A case of accessory scrotum in a 1-year-old boy is reported because of its rarity. A boy presented with a tumor mass attached with scrotum-like skin on its tip in the right side of perineum between the scrotum and anus. Both testes had descended into the scrotum. There was no other urological anomaly. Histological findings of the tumor indicated perineal lipoma, and the scrotum-like portion accessory scrotum. An overview of sequences during the normal development of male external genitalia has been provided and the deranged mechanism resulting in this anomaly has been reviewed with hypothesis regarding etiology of accessory scrotum.

1. Introduction

Accessory scrotum is considered the rarest of all congenital scrotal abnormalities [1]. Inaccessory scrotum, in addition to a normally developed scrotum, ectopic scrotal tissue is present either in the perineum or elsewhere, without the presence of testis within it [2, 3]. Accessory scrotum has been observed in isolation or in conjunction with other anorectal/urogenital abnormalities [1]. An interesting case of accessory scrotum in the perineum with a perineal lipoma is reported with the relevant embryological basis for this condition, and hypotheses for the development of an accessory scrotum have been discussed.

2. Case Report

A 1-year-old boy presented with a mass localized to the right inferior aspect of genitalia in the perineal region, another small swelling was attached to the undersurface of the mass (Figure 1). Both mass and swelling were present since birth. The mother’s health throughout pregnancy had been uneventful, and there had been no recognized exposures to any teratogenic agents.

The penis and the primary scrotum were completely normal, were contained testes within the scrotum. The mass just below the scrotum was soft in consistency and freely mobile. The swelling attached below the mass was soft, rugose, and contained no discernable testis-like structures. There was no other urological anomaly.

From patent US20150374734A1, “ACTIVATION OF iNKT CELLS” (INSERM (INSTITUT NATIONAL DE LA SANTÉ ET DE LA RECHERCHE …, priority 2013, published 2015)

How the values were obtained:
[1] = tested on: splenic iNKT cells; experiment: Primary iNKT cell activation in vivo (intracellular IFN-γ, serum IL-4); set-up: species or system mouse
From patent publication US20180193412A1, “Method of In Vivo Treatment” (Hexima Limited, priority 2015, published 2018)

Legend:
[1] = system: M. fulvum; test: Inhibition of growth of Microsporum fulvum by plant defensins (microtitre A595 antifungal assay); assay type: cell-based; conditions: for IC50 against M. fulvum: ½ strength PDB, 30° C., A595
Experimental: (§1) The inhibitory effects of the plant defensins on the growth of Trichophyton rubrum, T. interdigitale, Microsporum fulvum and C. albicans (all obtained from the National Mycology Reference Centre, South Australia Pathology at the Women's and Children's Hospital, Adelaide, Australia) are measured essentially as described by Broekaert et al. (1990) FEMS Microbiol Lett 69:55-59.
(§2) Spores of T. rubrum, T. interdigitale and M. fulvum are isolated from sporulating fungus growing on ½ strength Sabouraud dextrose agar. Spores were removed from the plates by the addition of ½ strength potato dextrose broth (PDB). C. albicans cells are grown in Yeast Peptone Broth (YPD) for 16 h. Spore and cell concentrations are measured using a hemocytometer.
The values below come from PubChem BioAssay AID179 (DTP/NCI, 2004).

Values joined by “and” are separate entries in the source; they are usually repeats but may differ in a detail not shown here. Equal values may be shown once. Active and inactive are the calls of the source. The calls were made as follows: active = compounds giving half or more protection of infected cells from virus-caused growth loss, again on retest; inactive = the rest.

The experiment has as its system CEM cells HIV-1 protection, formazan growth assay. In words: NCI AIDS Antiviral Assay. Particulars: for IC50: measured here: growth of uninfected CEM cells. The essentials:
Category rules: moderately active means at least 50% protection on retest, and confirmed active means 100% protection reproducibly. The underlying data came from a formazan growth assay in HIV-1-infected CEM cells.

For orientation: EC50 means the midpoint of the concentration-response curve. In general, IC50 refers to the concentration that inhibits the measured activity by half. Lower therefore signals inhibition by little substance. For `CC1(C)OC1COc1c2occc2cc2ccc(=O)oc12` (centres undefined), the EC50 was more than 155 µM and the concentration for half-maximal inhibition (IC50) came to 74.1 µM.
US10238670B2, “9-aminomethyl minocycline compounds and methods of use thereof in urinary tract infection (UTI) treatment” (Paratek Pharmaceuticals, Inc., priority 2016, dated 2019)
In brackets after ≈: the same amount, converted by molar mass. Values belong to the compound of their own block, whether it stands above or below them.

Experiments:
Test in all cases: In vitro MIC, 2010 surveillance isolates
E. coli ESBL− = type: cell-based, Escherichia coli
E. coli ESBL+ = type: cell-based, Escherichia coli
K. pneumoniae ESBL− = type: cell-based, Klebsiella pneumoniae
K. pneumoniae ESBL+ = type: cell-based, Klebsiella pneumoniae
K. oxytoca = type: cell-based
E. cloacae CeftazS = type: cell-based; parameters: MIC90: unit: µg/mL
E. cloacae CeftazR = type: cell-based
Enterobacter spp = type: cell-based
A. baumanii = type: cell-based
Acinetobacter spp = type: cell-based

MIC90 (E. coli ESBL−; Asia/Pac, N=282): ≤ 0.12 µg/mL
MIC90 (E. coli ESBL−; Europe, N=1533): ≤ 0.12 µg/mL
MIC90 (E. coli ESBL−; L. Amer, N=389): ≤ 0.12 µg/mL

The mass and swelling were surgically removed, and postoperative recovery was uneventful. The histological examination revealed the mass as being lipoma, and the other swelling had rugose epidermis with hair follicles and rudimentary dartos fibers, so histopathological examination confirmed the diagnosis of accessory scrotum (Figure 2).

3. Discussion

Accessory scrotum is an extremely rare abnormality. Congenital scrotal anomalies are conventionally classified into four types: bifid scrotum, penoscrotal transposition, ectopic scrotum, and accessory scrotum. Bifid scrotum is a partial or complete separation of otherwise normally positioned hemiscrotum in patients with severe hypospadias or chordee. In cases of penoscrotal transposition, part or whole of the scrotum is located superior to the penile shaft. Ectopic scrotum is ectopic positioning of the scrotum which is usually unilateral, with the ectopic tissue usually suprainguinal, but in some cases infrainguinal (femoral) or on the thigh. The ipsilateral testis is usually present within the ectopic hemiscrotum. Inaccessory scrotum, in addition to a normally developed scrotum, ectopic scrotal tissue is present either in the perineum or elsewhere, without the presence of testis within it. About 30 cases have been reported in the literature either being solitary or in association with other urogenital or nonurogenital abnormalities [4]. In the absence of a perineal lipoma, accessory perineal scrota are usually associated with other anomalies, including hypospadias, diphallia, defects of scrotal position, anorectal anomalies, and the VACTERL (vertebral, anal, cardiac, tracheoesophageal, renal, and limb anomalies) association [5].

Male external genital development depends on the conversion of testosterone to the more active dihydrotestosterone and its subsequent action via tissue receptors. The genital tubercle enlarges into the penis. The scrotum forms from the labioscrotal swellings at fourth week of gestation. The labioscrotal swellings migrate inferomedially and merge at 12 weeks of gestation to form the scrotum, with the line of fusion being the scrotal raphe.

The etiology for an accessory scrotum is not known. There are two common hypotheses for the development of an accessory scrotum. Lamm and Kaplan postulated that one labioscrotal swelling may embryologically divide into two portions with the inferior portion migrating incompletely to form an accessory scrotum [6]. According to Sule et al., the accessory labioscrotal fold usually develops due to intervening mesenchymal tissue disrupting the continuity of developing labioscrotal swelling [7].

It appears probable that the condition presented here has been a result of intervening mesenchymal tissue (lipoma) disrupted the continuity of developing labioscrotal swelling. Absence of multiple organ malformations suggests that the causative factor for this anomaly did not have adverse effects on other organ systems getting differentiated simultaneously, like the musculoskeletal system, spine and central nervous system, even though all these structures get differentiated during the same gestational period.